Philip Vincent v United States of America
Case Name: Philip Vincent v United States of America
Case No: CV08-03286FMC(PJW)
Court: United States District Court – Central District of California
Case Type: Civil Rights – Inmate Medical Care
Trial Judge: Honorable Florence-Marie Cooper
Settlement Date: August 24, 2009
Plaintiff’s Attorney: John Jahrmarkt, Esq.
JAHRMARKT & ASSOCIATES
Defense Attorney: Gwendolyn M. Gamble, Esq.
United States Attorney
Experts: Plaintiff: Alessandro F. Anfuso, MS, CVE – Vocational Rehabilitation
Jan Roughan – Life Care
Alan Berg MD – Ophthalmology
Sherman Oaks, California
Defendant: Lawrence Chong MD Retinal Specialist
Los Angeles, California
Plaintiff sustained injuries to his left eye causing blindness while incarcerated in a federal prison operated by Defendant. The injuries resulted from the progression of a fully treatable and curable medical condition that worsened during Plaintiff’s nine month period of incarceration because of the neglect and deliberate indifference to Plaintiff’s medical needs amounting to violation of Plaintiff’s Constitutional right to be free of cruel and unusual punishment.
In mid September 2006 Plaintiff’s vision was 20/20 in both eyes but he was diagnosed with a spontaneous virtuous hemorrhage in the left eye with a possible retinal tear. Plaintiff was then recommended to consult a retinal specialist and Plaintiff was specifically advised that failure to treat his condition could result in blindness.
In early December 2006, Plaintiff was remanded to custody in federal prison prior to obtaining the treatment needed to his left eye. Despite numerous requests to see a prison doctor, Plaintiff did not receive any medical attention for his eyes until March 2007 when the prison eye doctor noted a possible hemorrhage or detached retina. Plaintiff received no further medical attention for the eye problem until May 2007, when prison doctors noted a hemorrhage in Plaintiff’s left eye.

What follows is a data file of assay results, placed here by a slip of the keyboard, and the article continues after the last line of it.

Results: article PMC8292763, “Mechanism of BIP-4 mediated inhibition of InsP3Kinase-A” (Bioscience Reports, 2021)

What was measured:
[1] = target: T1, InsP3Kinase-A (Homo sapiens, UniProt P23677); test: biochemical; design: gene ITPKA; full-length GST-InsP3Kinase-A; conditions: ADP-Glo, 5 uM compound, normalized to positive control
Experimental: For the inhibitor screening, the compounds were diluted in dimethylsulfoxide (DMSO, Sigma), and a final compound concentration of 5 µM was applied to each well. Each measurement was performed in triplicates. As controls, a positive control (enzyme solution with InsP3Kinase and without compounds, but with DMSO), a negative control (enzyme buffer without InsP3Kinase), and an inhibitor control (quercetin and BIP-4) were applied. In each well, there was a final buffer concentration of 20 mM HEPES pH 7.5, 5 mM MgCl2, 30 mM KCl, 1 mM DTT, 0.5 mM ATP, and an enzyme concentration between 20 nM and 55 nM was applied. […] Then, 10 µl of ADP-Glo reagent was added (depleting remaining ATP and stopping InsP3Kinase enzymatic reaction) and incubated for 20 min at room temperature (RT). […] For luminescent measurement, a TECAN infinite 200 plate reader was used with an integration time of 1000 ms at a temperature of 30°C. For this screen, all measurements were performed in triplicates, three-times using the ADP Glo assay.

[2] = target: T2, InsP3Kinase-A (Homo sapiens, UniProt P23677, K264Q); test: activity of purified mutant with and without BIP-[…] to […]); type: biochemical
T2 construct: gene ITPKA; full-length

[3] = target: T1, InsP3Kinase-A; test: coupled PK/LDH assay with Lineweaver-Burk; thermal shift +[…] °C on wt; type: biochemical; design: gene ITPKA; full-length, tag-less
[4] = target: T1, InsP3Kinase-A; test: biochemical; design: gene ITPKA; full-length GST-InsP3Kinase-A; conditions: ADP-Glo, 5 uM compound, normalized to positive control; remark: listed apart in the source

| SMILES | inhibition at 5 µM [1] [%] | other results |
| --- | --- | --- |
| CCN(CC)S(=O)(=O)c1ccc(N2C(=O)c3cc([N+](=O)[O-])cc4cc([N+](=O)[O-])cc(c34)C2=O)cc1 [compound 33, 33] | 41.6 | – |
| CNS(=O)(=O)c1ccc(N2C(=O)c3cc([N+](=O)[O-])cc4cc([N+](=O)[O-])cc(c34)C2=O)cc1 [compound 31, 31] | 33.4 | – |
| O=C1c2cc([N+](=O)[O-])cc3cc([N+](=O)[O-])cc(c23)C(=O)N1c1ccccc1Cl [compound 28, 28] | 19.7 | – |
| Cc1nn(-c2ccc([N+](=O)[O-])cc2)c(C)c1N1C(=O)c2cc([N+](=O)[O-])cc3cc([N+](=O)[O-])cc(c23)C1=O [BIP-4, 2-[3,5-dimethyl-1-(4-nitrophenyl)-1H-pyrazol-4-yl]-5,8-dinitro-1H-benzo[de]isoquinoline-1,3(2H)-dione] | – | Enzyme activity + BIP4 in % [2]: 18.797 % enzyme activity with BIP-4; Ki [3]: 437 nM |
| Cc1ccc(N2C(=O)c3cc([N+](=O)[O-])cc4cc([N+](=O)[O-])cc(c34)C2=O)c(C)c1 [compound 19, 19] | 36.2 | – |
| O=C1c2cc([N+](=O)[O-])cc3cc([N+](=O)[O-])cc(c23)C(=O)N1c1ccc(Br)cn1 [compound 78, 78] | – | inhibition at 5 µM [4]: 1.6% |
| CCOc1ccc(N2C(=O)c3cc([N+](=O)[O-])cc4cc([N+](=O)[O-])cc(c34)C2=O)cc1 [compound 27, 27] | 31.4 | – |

It was not until August 2007 that Plaintiff finally was referred to an outside retinal specialist, who noticed a complete loss of vision in Plaintiff’s left eye and recommend retinal surgery. Plaintiff was released from custody in December 2007 without any other medical care.
Defendant contended that the prison medical staff did not fall below the standard of care in diagnosing and treating Plaintiff in that it was within the standard of care for Defendant to wait and see if Plaintiff’s eye cleared naturally. Defendant further contended that it not violate Plaintiff’s constitutional rights to receive adequate medical care while in custody and that Plaintiff’s difficulty seeing was not permanent and some, or more than some of his vision could have be restored if he pursued appropriate medical treatment after he was released from custody. Defendant also contended that the damage to Plaintiff’s eye became permanent only after he was released from federal custody.
Plaintiff’s life care plan showed the present value of future medical to be between $400,000 on the low side and $600,000 on the high side. Plaintiff also contended his loss of income to be in the range of $160,000 and $300,000. Defendant asserted that MIRCA limited Plaintiff’s non-economic damages to $250,000 and that Plaintiff’s loss of income and future medical care were speculative and not supported by Plaintiff’s earnings history before and after being incarcerated.
The case was mediated on May 28, 2009 before Sandy Gage, Esq. of Engage Mediation in Century City, California. In April 2009, Plaintiff demanded $500,000. Defendant made no offers prior to mediation.